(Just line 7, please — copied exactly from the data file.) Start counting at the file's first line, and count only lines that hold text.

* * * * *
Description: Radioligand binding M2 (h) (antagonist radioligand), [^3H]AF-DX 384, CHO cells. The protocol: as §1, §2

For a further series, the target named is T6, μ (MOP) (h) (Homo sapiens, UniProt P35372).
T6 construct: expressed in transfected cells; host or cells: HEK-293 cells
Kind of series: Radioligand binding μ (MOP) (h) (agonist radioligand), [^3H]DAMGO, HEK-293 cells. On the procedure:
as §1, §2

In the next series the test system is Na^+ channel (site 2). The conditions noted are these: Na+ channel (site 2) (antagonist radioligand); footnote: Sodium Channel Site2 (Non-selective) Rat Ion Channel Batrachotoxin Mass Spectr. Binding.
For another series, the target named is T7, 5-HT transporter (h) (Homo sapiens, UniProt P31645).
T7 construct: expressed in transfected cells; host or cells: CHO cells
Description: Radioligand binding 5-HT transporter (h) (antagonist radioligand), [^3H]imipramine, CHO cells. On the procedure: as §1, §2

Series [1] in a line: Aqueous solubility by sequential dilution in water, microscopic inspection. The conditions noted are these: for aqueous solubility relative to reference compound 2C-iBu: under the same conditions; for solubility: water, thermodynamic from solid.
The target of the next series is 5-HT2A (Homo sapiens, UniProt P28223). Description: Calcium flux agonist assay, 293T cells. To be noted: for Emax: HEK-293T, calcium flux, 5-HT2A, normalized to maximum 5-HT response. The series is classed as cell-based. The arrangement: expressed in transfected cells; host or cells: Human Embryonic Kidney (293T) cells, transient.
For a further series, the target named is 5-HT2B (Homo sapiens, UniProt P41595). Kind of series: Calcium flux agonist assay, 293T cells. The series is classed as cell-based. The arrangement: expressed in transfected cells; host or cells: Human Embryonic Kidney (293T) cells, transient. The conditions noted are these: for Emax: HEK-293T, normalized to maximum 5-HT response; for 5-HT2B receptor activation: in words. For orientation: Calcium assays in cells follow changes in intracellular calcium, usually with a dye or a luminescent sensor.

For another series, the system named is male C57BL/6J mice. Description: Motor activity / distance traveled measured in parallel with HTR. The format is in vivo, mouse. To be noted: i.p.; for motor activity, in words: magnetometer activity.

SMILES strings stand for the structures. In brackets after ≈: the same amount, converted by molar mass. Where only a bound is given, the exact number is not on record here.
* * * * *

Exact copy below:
For another series, the target named is T7, 5-HT transporter (h) (Homo sapiens, UniProt P31645).